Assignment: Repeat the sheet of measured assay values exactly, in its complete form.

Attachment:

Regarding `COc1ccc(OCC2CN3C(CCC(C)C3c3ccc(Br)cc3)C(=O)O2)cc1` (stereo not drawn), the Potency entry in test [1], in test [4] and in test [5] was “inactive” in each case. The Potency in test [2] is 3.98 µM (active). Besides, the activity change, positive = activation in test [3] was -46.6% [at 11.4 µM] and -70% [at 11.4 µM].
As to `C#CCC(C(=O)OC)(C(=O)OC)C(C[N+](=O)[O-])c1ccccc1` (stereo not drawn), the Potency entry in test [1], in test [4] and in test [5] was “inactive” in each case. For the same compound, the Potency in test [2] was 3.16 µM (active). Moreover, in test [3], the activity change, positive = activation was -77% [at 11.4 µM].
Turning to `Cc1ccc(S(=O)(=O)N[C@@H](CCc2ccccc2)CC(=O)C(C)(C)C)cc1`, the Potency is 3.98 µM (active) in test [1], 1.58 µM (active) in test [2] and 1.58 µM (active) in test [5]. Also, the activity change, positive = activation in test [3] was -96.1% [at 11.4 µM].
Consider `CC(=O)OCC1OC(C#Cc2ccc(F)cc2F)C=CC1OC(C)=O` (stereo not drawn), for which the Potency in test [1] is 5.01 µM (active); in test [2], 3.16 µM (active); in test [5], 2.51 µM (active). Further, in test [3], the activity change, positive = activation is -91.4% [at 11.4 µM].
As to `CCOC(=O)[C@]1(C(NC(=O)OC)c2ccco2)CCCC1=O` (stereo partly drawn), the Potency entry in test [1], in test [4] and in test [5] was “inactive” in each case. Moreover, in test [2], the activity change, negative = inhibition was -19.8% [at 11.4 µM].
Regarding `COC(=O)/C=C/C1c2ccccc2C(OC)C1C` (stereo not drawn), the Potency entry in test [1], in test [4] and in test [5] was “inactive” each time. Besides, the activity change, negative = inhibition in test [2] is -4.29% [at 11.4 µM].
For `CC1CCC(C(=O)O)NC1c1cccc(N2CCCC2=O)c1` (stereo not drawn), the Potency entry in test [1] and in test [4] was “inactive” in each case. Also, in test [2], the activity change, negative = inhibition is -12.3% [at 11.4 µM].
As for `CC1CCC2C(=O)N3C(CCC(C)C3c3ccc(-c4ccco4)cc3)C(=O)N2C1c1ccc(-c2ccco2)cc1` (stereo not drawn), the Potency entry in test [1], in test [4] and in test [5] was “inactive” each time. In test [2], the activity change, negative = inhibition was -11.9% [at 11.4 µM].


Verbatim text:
Regarding `COc1ccc(OCC2CN3C(CCC(C)C3c3ccc(Br)cc3)C(=O)O2)cc1` (stereo not drawn), the Potency entry in test [1], in test [4] and in test [5] was “inactive” in each case. The Potency in test [2] is 3.98 µM (active). Besides, the activity change, positive = activation in test [3] was -46.6% [at 11.4 µM] and -70% [at 11.4 µM].
As to `C#CCC(C(=O)OC)(C(=O)OC)C(C[N+](=O)[O-])c1ccccc1` (stereo not drawn), the Potency entry in test [1], in test [4] and in test [5] was “inactive” in each case. For the same compound, the Potency in test [2] was 3.16 µM (active). Moreover, in test [3], the activity change, positive = activation was -77% [at 11.4 µM].
Turning to `Cc1ccc(S(=O)(=O)N[C@@H](CCc2ccccc2)CC(=O)C(C)(C)C)cc1`, the Potency is 3.98 µM (active) in test [1], 1.58 µM (active) in test [2] and 1.58 µM (active) in test [5]. Also, the activity change, positive = activation in test [3] was -96.1% [at 11.4 µM].
Consider `CC(=O)OCC1OC(C#Cc2ccc(F)cc2F)C=CC1OC(C)=O` (stereo not drawn), for which the Potency in test [1] is 5.01 µM (active); in test [2], 3.16 µM (active); in test [5], 2.51 µM (active). Further, in test [3], the activity change, positive = activation is -91.4% [at 11.4 µM].
As to `CCOC(=O)[C@]1(C(NC(=O)OC)c2ccco2)CCCC1=O` (stereo partly drawn), the Potency entry in test [1], in test [4] and in test [5] was “inactive” in each case. Moreover, in test [2], the activity change, negative = inhibition was -19.8% [at 11.4 µM].
Regarding `COC(=O)/C=C/C1c2ccccc2C(OC)C1C` (stereo not drawn), the Potency entry in test [1], in test [4] and in test [5] was “inactive” each time. Besides, the activity change, negative = inhibition in test [2] is -4.29% [at 11.4 µM].
For `CC1CCC(C(=O)O)NC1c1cccc(N2CCCC2=O)c1` (stereo not drawn), the Potency entry in test [1] and in test [4] was “inactive” in each case. Also, in test [2], the activity change, negative = inhibition is -12.3% [at 11.4 µM].
As for `CC1CCC2C(=O)N3C(CCC(C)C3c3ccc(-c4ccco4)cc3)C(=O)N2C1c1ccc(-c2ccco2)cc1` (stereo not drawn), the Potency entry in test [1], in test [4] and in test [5] was “inactive” each time. In test [2], the activity change, negative = inhibition was -11.9% [at 11.4 µM].